Featured Images

StarDate Radio: October 20 — New Names

Upsilon Andromedae might not dazzle the eye, but one fact really makes it sparkle: It’s one of the brightest stars in the night sky known to have four or more planets. More »

StarDate Radio: October 19 — Orionid Meteors

A thin but reliable meteor shower is at its best the next couple of nights. More »

You are missing some Flash content that should appear here! Perhaps your browser cannot display it, or maybe it did not initialize correctly.


Stargazing: October 19

The thin but reliable Orionid meteor shower is at its best the next couple of nights. The view is best in the wee hours of the morning, when you might see a dozen or so “shooting stars” per hour. More »

StarDate Radio: October 18 — Meteor Showers

Mars is low in the southwest as night falls. More »

You are missing some Flash content that should appear here! Perhaps your browser cannot display it, or maybe it did not initialize correctly.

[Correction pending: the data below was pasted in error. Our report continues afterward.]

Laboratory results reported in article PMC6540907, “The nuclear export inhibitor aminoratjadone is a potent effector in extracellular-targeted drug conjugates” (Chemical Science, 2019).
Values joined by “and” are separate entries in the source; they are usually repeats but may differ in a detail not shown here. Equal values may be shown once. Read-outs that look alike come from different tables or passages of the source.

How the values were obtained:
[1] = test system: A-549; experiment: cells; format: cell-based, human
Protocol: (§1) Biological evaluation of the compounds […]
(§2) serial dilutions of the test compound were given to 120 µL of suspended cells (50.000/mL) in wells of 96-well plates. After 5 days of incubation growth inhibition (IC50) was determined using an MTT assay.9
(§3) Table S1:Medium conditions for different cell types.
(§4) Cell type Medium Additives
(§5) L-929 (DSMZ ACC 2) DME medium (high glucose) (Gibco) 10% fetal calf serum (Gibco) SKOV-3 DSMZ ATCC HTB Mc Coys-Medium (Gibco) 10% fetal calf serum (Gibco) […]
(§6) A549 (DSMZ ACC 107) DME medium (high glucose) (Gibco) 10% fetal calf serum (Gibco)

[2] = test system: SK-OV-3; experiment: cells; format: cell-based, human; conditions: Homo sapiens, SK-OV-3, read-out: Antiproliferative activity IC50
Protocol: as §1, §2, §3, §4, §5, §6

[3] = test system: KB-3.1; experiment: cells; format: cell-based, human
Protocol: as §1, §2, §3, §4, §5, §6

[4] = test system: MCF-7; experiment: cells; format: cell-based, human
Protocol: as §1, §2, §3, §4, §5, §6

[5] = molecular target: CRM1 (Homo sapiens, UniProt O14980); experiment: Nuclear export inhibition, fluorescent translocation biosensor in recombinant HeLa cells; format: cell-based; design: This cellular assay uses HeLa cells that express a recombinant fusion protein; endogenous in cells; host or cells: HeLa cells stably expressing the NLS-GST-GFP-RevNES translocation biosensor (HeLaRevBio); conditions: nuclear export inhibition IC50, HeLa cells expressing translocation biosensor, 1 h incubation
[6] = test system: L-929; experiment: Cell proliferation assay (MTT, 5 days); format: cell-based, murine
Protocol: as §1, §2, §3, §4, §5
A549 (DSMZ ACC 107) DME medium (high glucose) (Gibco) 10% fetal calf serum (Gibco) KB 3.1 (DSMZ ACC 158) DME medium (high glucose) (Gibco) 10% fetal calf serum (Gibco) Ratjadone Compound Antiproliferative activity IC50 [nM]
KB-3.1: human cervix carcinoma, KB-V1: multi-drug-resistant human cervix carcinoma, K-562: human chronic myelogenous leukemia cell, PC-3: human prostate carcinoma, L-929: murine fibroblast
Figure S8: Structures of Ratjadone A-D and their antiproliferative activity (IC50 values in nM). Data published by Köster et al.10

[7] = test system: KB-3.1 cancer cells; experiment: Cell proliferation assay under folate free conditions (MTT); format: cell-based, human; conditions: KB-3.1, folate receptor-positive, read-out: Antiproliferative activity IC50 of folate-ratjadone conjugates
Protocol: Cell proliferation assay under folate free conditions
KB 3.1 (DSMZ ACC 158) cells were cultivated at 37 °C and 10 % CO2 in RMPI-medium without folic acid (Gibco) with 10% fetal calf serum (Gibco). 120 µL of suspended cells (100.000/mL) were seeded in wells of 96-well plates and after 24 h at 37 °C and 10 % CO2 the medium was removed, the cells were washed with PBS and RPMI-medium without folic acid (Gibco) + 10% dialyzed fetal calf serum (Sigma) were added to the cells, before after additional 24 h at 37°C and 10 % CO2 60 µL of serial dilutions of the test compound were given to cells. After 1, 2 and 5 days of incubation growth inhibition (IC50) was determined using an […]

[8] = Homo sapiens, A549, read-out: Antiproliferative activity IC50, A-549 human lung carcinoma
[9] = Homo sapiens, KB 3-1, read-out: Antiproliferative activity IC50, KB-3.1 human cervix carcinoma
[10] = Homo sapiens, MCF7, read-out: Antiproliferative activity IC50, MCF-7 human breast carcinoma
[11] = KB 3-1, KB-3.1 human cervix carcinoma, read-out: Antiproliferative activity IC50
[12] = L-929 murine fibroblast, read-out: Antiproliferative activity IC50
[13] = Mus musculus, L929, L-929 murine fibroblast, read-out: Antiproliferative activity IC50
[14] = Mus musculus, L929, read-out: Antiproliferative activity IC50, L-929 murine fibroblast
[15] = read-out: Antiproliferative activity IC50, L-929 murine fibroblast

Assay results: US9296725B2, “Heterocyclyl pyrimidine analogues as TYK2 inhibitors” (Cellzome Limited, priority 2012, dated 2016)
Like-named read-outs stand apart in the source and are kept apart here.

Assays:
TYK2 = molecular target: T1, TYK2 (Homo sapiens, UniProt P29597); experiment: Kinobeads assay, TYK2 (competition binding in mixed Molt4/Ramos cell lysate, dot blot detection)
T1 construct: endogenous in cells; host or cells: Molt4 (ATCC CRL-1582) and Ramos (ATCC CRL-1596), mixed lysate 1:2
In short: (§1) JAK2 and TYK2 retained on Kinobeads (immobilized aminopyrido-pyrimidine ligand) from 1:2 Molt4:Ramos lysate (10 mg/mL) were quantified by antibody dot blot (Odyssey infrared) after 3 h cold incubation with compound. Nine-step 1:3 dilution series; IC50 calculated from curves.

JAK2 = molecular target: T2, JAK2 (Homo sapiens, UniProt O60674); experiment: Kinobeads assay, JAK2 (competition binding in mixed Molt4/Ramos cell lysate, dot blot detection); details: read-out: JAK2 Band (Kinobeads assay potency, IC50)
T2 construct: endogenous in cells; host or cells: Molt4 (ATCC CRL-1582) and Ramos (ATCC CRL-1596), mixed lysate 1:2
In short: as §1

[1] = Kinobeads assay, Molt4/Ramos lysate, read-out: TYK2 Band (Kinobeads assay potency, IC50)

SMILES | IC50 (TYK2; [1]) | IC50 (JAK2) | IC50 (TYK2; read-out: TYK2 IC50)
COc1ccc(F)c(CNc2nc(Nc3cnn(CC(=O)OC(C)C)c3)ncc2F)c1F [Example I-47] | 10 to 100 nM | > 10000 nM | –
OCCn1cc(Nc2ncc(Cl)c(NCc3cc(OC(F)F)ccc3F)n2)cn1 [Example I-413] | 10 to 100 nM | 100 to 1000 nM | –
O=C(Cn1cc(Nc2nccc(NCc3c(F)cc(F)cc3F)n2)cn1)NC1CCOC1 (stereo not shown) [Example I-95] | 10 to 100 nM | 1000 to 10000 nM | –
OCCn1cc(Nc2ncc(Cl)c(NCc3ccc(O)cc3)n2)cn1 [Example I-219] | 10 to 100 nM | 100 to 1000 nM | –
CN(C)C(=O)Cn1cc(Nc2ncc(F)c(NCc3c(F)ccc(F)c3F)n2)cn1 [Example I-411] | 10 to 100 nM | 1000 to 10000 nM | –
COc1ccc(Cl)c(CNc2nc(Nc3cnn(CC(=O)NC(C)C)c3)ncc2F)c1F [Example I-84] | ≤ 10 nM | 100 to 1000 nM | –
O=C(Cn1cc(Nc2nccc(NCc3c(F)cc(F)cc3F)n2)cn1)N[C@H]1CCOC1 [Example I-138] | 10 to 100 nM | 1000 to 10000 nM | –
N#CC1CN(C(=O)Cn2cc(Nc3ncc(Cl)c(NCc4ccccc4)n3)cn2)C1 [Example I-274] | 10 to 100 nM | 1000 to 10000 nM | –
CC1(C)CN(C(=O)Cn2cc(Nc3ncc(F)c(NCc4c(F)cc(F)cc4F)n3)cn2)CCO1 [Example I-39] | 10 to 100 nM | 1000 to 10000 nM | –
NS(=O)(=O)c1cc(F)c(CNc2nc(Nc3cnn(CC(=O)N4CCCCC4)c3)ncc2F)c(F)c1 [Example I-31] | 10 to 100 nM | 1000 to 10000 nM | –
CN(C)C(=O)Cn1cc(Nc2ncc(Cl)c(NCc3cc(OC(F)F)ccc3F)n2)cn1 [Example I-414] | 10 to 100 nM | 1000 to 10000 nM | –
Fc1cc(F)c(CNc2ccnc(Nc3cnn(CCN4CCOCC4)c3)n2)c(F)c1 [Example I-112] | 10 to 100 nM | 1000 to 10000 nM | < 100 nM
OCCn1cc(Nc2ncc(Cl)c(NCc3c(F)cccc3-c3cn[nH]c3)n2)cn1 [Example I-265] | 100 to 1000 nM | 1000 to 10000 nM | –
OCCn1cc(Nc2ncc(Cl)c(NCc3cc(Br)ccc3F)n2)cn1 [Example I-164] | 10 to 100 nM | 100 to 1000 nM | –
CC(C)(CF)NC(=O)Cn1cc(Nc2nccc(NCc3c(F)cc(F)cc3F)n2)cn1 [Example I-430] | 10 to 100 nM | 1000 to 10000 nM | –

Stargazing: October 18

The Orionid meteor shower will strafe Earth over the next few nights. It should be at its best tomorrow and Monday nights, although you might see a few outliers tonight as well. The shower is best viewed in the wee hours of the morning. More »

StarDate Radio: October 17 — Close to Mars II

The fleet of Mars-orbiting spacecraft will hide behind the Red Planet on Sunday morning. More »

You are missing some Flash content that should appear here! Perhaps your browser cannot display it, or maybe it did not initialize correctly.


Stargazing: October 17

Big constellations with big stories populate the late-evening eastern sky. Around 11 p.m., look for Taurus, the bull; Cetus, the sea monster, and Eridanus, the river. They all cover large regions of the sky and include several fairly bright stars. More »

StarDate Radio: October 16 — Close to Mars

Mars is about to dodge a big snowball — a comet that will swing just 82,000 miles above the planet’s surface on Sunday. More »

You are missing some Flash content that should appear here! Perhaps your browser cannot display it, or maybe it did not initialize correctly.


Stargazing: October 16

Comet Siding Spring will swing 82,000 miles above Mars on Sunday, which is just a third of the distance between Earth and the Moon. Mars is low in the southwest at nightfall. The comet should be visible through binoculars as it passes Mars. More »

Special Features

The History of the Telescope Hobby-Eberly Dark Energy Experiment
Black Holes Encyclopedia Texas Native Skies

FacebookTwitterYouTube

©2014 The University of Texas McDonald Observatory